Vail Daily letter: Full Bellies Food Rescue
December 16, 2012
One of the most exciting results of my experience writing for this paper this year – other than the supportive comments I get from readers – has been the birth of Full Bellies Food Rescue. I didn’t have an opportunity to go out and do my “experiential research” for my column before Thanksgiving, so I researched an issue that has become important to me – the immoral waste of edible food in this country.
Between overzealous food regulation, lack of sustainable cuisine practices and sheer gluttony and waste in our society, the amount of edible food wasted between the 1970s and 2011 jumped dramatically. To quote my own article, a few annual statistics on edible food waste: “33 million tons of landfill waste, $165 billion worth of food, $40 billion of which comes from households, $28-$43 per person each month, $750 million to dispose of it, 4% of total U.S. oil consumption, and 25% of all freshwater used in the U.S.” So that’s the national picture.
Although I was unable to obtain statistical information on Eagle County edible food waste, if such statistics are even kept, I do know from my discussions with local clergy and Salvation Army volunteers that we have a food crisis in our own backyard. Children across all ethic groups are going hungry and often have no food for the weekend. Malnutrition is on the rise (right here in Vail Valley!). This has given rise to backpack programs in which children are given food for the weekends.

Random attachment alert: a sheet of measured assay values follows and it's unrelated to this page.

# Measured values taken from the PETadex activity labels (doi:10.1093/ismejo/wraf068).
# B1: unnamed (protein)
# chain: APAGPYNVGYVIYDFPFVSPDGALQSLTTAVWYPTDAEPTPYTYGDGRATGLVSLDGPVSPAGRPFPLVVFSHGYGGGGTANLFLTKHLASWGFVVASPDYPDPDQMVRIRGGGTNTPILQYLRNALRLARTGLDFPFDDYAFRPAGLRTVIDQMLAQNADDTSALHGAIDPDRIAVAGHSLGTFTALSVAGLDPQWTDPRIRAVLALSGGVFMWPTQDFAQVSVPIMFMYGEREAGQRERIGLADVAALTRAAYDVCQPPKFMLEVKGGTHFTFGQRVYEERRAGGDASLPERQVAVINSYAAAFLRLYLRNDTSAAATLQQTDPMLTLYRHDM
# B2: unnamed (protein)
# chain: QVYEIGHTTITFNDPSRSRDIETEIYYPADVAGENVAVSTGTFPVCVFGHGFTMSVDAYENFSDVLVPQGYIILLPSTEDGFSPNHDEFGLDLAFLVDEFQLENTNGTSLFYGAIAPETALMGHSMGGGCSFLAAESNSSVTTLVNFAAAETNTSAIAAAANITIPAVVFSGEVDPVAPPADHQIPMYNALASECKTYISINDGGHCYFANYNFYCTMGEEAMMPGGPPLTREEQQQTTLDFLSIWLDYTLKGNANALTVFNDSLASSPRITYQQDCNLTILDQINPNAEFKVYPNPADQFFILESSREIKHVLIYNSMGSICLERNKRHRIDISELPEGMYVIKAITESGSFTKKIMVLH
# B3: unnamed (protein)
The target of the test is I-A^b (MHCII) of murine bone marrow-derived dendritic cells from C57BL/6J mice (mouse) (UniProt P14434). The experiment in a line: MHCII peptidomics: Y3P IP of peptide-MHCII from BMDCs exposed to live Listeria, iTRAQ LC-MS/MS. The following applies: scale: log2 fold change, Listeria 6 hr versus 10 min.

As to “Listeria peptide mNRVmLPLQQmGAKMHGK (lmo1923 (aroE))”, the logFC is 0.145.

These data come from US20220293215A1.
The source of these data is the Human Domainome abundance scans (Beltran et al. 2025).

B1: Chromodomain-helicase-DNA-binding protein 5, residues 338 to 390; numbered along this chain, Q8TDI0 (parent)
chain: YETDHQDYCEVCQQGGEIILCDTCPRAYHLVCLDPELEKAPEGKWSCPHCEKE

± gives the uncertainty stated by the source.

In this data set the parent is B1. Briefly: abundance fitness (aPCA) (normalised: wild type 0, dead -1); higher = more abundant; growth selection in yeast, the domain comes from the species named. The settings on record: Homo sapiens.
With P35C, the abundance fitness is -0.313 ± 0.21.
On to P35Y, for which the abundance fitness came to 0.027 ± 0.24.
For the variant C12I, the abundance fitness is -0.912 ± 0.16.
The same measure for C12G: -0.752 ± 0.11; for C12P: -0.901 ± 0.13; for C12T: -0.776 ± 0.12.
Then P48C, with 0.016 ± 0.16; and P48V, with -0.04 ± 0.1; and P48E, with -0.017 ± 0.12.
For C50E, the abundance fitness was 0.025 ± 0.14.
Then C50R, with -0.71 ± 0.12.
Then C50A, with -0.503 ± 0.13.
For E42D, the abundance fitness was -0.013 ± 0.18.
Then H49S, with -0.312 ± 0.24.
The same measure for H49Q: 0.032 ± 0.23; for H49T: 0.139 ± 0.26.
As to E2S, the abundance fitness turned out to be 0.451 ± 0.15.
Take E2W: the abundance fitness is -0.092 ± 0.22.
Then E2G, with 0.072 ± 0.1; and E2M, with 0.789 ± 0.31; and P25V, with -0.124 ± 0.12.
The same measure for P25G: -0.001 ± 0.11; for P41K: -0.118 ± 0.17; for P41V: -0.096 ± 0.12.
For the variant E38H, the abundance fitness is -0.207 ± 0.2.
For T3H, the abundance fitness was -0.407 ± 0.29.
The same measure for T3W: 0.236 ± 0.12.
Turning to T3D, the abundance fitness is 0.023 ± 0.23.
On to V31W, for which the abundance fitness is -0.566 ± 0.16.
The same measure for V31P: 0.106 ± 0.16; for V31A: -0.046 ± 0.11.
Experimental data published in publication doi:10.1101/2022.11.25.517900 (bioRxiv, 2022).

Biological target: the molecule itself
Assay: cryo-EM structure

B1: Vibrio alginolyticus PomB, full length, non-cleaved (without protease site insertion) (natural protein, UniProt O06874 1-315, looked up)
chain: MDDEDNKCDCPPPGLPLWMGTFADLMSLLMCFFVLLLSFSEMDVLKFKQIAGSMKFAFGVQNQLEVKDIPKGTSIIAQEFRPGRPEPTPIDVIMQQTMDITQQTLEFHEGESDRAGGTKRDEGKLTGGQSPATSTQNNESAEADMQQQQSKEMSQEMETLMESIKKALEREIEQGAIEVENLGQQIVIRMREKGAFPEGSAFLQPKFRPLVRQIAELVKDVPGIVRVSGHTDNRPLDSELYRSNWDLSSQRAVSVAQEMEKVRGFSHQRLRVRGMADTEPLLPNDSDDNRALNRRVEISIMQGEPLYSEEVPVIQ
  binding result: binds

Now, thanks to the support of local restaurants and the positive responses from the community to my Nov. 21 article, Full Bellies Food Rescue is already saving edible food to feed the needy in our community.
I would like to thank the following restaurants and individuals for their kindness and generosity in helping to get Full Bellies up and running: Sonnenalp Resort Vail (owner Johannes Faessler, Executive Chef Steve Topple, Chef Dan D’Onofrio and Pastry Chef Bernie Oswald); Blue Plate Bistro (Adam and Elli Roustom); and Dean Johnson Property Management. All have responded to our plea. The Sebastian and Zino Ristorante have also agreed to participate when they have products to donate.
We are a blessed community, and to see the groundswell of support for this has been the greatest Christmas present I could ever hope far.
But this isn’t the end all. We need to encourage our restaurants, retailers, producers and wholesalers to participate in these food rescue programs (also known as recovery, gleaning and redistribution) and to enact sustainable practices in their establishments.
Congress and the Colorado Legislature have long supported rescue by providing shields from liability (other than gross negligence), the enactment of Good Samaritan laws, prompting the growth of food rescue organizations across the country. Now, even countries such as Ireland, New Zealand and Australia have these programs. There is no excuse not to participate.
Thank you again to our rescuing restaurants and to Dan Smith and the Salvation Army for helping to see that the food goes to the entities feeding our community’s needy.
Remember the tagline: “Full Bellies, Not Full Landfills.”
Merry Christmas, happy holidays and a healthy, happy and prosperous 2013!